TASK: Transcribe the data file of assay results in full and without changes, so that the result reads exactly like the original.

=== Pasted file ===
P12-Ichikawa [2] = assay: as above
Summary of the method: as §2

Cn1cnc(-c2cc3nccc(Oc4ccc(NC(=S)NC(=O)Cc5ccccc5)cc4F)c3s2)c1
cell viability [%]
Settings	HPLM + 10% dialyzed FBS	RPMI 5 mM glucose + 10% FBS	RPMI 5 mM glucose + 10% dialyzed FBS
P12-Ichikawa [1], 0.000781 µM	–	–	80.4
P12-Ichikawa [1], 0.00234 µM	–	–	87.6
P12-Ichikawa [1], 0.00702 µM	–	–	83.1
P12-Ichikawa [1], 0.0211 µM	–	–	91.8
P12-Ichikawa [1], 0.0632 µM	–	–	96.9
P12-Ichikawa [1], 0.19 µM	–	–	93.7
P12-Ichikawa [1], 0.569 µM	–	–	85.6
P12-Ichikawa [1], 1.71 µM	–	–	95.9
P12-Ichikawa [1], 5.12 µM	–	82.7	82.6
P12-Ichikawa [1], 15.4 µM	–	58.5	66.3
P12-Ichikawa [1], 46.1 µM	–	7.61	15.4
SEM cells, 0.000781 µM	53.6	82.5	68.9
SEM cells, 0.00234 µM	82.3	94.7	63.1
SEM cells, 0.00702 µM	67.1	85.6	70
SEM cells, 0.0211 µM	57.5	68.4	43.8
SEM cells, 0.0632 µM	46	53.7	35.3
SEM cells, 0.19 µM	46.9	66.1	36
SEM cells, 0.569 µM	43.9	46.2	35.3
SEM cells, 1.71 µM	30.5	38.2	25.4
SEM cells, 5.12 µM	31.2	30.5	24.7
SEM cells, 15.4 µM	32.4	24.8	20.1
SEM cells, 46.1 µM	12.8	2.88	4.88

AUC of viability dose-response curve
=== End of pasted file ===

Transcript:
P12-Ichikawa [2] = assay: as above
Summary of the method: as §2

Cn1cnc(-c2cc3nccc(Oc4ccc(NC(=S)NC(=O)Cc5ccccc5)cc4F)c3s2)c1
cell viability [%]
Settings	HPLM + 10% dialyzed FBS	RPMI 5 mM glucose + 10% FBS	RPMI 5 mM glucose + 10% dialyzed FBS
P12-Ichikawa [1], 0.000781 µM	–	–	80.4
P12-Ichikawa [1], 0.00234 µM	–	–	87.6
P12-Ichikawa [1], 0.00702 µM	–	–	83.1
P12-Ichikawa [1], 0.0211 µM	–	–	91.8
P12-Ichikawa [1], 0.0632 µM	–	–	96.9
P12-Ichikawa [1], 0.19 µM	–	–	93.7
P12-Ichikawa [1], 0.569 µM	–	–	85.6
P12-Ichikawa [1], 1.71 µM	–	–	95.9
P12-Ichikawa [1], 5.12 µM	–	82.7	82.6
P12-Ichikawa [1], 15.4 µM	–	58.5	66.3
P12-Ichikawa [1], 46.1 µM	–	7.61	15.4
SEM cells, 0.000781 µM	53.6	82.5	68.9
SEM cells, 0.00234 µM	82.3	94.7	63.1
SEM cells, 0.00702 µM	67.1	85.6	70
SEM cells, 0.0211 µM	57.5	68.4	43.8
SEM cells, 0.0632 µM	46	53.7	35.3
SEM cells, 0.19 µM	46.9	66.1	36
SEM cells, 0.569 µM	43.9	46.2	35.3
SEM cells, 1.71 µM	30.5	38.2	25.4
SEM cells, 5.12 µM	31.2	30.5	24.7
SEM cells, 15.4 µM	32.4	24.8	20.1
SEM cells, 46.1 µM	12.8	2.88	4.88

AUC of viability dose-response curve